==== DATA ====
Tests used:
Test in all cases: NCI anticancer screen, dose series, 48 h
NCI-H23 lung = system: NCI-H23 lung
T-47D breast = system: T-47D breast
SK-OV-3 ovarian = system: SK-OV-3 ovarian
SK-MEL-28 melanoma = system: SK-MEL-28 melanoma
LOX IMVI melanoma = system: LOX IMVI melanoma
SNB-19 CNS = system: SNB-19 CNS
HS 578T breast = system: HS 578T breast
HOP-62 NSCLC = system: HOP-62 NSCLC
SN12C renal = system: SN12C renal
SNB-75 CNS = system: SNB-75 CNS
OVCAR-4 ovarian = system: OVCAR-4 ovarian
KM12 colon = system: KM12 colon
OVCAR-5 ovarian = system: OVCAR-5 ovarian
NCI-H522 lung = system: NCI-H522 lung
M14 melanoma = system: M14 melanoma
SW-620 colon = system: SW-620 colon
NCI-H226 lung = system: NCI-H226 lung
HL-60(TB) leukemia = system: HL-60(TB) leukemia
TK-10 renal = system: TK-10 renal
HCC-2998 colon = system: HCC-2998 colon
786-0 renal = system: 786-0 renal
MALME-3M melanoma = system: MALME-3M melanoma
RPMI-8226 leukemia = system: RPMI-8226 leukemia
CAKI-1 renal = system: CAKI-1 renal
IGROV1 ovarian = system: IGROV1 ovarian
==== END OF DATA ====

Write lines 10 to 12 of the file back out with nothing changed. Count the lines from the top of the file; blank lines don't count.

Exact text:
HOP-62 NSCLC = system: HOP-62 NSCLC
SN12C renal = system: SN12C renal
SNB-75 CNS = system: SNB-75 CNS